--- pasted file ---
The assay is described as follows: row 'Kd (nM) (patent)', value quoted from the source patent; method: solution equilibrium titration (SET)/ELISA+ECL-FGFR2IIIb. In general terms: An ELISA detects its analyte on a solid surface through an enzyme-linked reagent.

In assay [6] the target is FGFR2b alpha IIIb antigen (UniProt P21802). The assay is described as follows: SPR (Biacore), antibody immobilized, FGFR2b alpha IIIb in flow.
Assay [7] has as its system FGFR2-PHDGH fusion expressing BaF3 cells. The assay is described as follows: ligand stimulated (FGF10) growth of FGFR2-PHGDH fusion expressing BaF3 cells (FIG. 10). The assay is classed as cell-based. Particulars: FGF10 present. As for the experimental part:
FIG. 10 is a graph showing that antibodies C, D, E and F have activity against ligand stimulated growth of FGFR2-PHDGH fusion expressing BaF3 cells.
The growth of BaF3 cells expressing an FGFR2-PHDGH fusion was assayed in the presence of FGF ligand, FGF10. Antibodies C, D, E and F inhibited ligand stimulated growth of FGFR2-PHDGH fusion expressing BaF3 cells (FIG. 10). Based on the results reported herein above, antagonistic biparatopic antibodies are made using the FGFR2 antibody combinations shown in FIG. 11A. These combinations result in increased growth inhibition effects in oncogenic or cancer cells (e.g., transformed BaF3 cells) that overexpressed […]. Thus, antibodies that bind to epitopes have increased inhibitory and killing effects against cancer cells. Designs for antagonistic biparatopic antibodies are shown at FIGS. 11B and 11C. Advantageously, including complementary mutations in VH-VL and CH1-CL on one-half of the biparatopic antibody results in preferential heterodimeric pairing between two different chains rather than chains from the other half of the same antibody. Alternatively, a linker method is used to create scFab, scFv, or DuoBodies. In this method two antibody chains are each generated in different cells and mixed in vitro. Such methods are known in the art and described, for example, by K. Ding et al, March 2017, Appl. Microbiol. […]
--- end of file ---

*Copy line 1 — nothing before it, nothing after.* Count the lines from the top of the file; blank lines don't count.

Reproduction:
The assay is described as follows: row 'Kd (nM) (patent)', value quoted from the source patent; method: solution equilibrium titration (SET)/ELISA+ECL-FGFR2IIIb. In general terms: An ELISA detects its analyte on a solid surface through an enzyme-linked reagent.